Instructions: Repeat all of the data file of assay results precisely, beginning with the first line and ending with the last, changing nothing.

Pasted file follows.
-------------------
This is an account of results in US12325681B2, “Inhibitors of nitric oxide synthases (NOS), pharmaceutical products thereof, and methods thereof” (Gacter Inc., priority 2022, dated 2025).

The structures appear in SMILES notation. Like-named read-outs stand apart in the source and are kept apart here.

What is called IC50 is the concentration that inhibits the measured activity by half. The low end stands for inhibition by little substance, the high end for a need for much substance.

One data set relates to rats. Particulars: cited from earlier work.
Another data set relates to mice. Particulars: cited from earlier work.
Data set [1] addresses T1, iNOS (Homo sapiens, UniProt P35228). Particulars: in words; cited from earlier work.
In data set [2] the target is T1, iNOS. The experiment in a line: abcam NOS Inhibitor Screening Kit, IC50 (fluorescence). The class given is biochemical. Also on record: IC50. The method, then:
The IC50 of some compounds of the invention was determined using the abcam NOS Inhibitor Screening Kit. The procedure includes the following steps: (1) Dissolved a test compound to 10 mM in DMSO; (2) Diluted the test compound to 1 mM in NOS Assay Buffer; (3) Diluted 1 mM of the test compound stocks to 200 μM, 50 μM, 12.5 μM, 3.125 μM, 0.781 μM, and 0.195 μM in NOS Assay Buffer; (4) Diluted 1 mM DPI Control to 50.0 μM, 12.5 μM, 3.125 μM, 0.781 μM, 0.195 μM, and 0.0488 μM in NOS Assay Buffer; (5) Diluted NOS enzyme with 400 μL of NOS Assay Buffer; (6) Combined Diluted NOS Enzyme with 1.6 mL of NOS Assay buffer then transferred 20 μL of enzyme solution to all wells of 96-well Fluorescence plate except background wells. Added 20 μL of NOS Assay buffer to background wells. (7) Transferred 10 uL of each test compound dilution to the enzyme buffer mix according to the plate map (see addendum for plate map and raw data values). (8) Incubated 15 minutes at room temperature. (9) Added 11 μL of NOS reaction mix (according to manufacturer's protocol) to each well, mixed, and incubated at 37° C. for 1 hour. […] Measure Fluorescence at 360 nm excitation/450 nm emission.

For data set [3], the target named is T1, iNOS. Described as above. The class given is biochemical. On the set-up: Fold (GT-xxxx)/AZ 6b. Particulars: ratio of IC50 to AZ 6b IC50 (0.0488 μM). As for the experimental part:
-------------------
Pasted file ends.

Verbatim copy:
This is an account of results in US12325681B2, “Inhibitors of nitric oxide synthases (NOS), pharmaceutical products thereof, and methods thereof” (Gacter Inc., priority 2022, dated 2025).

The structures appear in SMILES notation. Like-named read-outs stand apart in the source and are kept apart here.

What is called IC50 is the concentration that inhibits the measured activity by half. The low end stands for inhibition by little substance, the high end for a need for much substance.

One data set relates to rats. Particulars: cited from earlier work.
Another data set relates to mice. Particulars: cited from earlier work.
Data set [1] addresses T1, iNOS (Homo sapiens, UniProt P35228). Particulars: in words; cited from earlier work.
In data set [2] the target is T1, iNOS. The experiment in a line: abcam NOS Inhibitor Screening Kit, IC50 (fluorescence). The class given is biochemical. Also on record: IC50. The method, then:
The IC50 of some compounds of the invention was determined using the abcam NOS Inhibitor Screening Kit. The procedure includes the following steps: (1) Dissolved a test compound to 10 mM in DMSO; (2) Diluted the test compound to 1 mM in NOS Assay Buffer; (3) Diluted 1 mM of the test compound stocks to 200 μM, 50 μM, 12.5 μM, 3.125 μM, 0.781 μM, and 0.195 μM in NOS Assay Buffer; (4) Diluted 1 mM DPI Control to 50.0 μM, 12.5 μM, 3.125 μM, 0.781 μM, 0.195 μM, and 0.0488 μM in NOS Assay Buffer; (5) Diluted NOS enzyme with 400 μL of NOS Assay Buffer; (6) Combined Diluted NOS Enzyme with 1.6 mL of NOS Assay buffer then transferred 20 μL of enzyme solution to all wells of 96-well Fluorescence plate except background wells. Added 20 μL of NOS Assay buffer to background wells. (7) Transferred 10 uL of each test compound dilution to the enzyme buffer mix according to the plate map (see addendum for plate map and raw data values). (8) Incubated 15 minutes at room temperature. (9) Added 11 μL of NOS reaction mix (according to manufacturer's protocol) to each well, mixed, and incubated at 37° C. for 1 hour. […] Measure Fluorescence at 360 nm excitation/450 nm emission.

For data set [3], the target named is T1, iNOS. Described as above. The class given is biochemical. On the set-up: Fold (GT-xxxx)/AZ 6b. Particulars: ratio of IC50 to AZ 6b IC50 (0.0488 μM). As for the experimental part: